Chan, Canada's three-time defending world champion, has been diplomatic this week when asked if Russia was correct in naming Plushenko to the Olympic team, a controversial decision after the veteran skater finished behind Maxim Kovtun at the Russian national championships.
"Plushenko. . .that's the talk of the town," Chan said, in answering the first of several questions about the Olympic gold and two-time silver medallist. "It's exciting, it's drama-filled. Who would have thought after the results at Russian nationals . . .that the decision would be made to send him.
"I tip my hat off to him, that's experience, I'd be very distracted having to deal with the controversies and everything, and then having to compete in my home country and having to do the team event and the individual event. That's a lot of work for. . . how old is he? A 30-year old, 29-year-old."
Plushenko, who's actually 31, made his first public appearance in Sochi on Wednesday afternoon, taking the ice for the practice session right after Chan's. Looking lean in black pants and black T-shirt, his arms adorned with three large tattoos, Plushenko landed a huge quad that drew a cheer from the small crowd of officials assembled.
The Russian, who had surgery a year ago to replace a deteriorated disk in his spine, refused to speak with reporters afterward, breezing through the mixed zone saying several times "Everything is good, see you tomorrow."
The 23-year-old Chan and Plushenko will battle head-to-head Thursday night on the first day of the inaugural team event. It will be their first meeting since the 2010 Vancouver Olympics where the veteran Russian won silver behind American Evan Lysacek and Chan finished fifth.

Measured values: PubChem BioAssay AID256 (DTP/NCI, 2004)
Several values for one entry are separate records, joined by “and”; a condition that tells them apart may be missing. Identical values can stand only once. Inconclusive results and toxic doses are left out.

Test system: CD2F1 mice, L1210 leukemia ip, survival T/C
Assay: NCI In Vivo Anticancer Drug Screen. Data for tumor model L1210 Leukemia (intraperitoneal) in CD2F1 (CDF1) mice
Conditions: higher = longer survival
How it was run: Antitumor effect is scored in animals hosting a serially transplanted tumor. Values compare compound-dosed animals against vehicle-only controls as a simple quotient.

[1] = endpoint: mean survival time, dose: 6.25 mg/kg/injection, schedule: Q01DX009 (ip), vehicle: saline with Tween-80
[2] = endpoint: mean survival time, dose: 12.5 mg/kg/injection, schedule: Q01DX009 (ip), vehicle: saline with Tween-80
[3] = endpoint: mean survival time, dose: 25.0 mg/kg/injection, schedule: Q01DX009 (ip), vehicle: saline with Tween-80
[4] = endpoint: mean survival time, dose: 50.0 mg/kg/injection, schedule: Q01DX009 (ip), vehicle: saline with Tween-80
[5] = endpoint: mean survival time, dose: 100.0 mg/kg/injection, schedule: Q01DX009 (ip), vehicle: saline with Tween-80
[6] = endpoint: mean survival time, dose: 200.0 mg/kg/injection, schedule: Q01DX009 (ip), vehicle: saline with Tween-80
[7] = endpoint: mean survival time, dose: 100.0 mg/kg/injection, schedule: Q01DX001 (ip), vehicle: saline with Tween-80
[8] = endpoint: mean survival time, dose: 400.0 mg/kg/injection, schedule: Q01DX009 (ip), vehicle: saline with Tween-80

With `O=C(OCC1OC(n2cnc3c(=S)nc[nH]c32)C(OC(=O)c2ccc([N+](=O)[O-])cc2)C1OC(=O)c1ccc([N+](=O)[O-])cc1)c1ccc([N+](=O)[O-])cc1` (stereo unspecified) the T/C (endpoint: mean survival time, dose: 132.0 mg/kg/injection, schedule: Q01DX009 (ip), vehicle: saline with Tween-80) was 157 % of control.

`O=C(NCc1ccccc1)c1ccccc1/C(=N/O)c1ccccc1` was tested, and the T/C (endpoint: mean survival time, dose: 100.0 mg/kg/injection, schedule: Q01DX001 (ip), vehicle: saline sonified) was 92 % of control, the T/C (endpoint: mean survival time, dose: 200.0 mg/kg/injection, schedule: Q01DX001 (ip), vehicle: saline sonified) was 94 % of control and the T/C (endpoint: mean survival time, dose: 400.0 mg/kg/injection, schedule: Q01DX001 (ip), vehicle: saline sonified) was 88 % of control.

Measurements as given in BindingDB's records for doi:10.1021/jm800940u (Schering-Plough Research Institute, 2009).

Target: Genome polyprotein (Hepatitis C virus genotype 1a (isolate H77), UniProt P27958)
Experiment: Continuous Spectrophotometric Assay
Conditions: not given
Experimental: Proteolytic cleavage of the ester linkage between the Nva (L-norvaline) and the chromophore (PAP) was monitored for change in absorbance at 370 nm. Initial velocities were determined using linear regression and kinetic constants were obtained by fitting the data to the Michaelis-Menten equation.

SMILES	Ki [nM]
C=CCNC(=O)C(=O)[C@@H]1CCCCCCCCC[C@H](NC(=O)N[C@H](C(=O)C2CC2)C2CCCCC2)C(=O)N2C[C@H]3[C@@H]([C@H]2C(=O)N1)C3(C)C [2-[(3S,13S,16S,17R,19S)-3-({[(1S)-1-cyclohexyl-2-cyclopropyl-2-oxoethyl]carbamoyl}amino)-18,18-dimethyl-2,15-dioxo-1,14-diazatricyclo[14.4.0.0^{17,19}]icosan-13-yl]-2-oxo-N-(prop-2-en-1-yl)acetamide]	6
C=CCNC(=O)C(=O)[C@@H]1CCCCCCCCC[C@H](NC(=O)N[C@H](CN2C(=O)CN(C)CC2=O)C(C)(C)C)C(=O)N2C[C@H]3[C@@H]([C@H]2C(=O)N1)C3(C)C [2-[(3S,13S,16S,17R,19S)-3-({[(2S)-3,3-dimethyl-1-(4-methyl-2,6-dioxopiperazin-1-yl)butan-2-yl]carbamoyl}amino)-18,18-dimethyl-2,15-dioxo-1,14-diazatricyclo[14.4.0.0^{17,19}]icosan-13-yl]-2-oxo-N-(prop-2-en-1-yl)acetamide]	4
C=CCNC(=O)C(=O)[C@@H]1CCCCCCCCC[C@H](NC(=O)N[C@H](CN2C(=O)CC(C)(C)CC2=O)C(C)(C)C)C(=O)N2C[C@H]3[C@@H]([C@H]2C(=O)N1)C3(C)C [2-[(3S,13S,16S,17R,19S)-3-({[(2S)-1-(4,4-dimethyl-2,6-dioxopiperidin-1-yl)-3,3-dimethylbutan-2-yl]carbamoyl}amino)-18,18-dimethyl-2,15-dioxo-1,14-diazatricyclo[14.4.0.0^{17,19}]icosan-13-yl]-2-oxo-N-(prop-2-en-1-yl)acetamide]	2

"I really admire his perseverance to get here, I don't blame him for wanting to come here so badly," Chan said. "I competed at a home Games and I really wouldn't have let anyone stop from getting the position to compete at my home Games in Vancouver.
"I look forward to practising with him and being on the same warmup. Things have changed a lot since the last time I competed with him. So it will be fun."
What's changed is now Chan is the man to beat. He's won three world titles in the time since Plushenko last competed on the global ice. And while Plushenko once criticized skaters such as Chan and Lysacek for winning without quad jumps, Chan can now reel off textbook quads with relative ease and incredible grace.
Chan, who also had a strong practice Wednesday landing his two quads and triple Axel cleanly in his long program run-through, was measured in his response when he was asked whether Plushenko was his top rival in Sochi. He replied that he has plenty of rivals, listing Japan's Yuzuru Hanyu and Daisuke Takahashi, and American Jeremy Abbott among them.
Lysacek was also at the practice rink Wednesday, and applauded the Russian team's decision to name Plushenko to the Russian team.
"Personally I'm happy to see him here," said Lysacek, who is sidelined with an injury and is working for NBC at the Games. "I have so much respect for his career and the longevity he's had and that level of longevity is rare in any sport. I think he's a very fine athlete and a lot of people counted him out in Vancouver and he proved that he cannot be counted out.
"If I was competing I definitely would keep one eye on him at all times."
Lysacek added that Plushenko "looks like he's in good shape. . . and I would speculate that they wouldn't put him on the team if he wasn't ready."
Lysacek clapped with both hands raised over his head after watching Chan's program run-through.
"He looks great, I was happy to see him do a run-through today, I think that shows that he's in great shape and he's ready for the event," Lysacek said of Canada's top skater. "He's a very very fine athlete and has had great results over the last few seasons so I wish him well."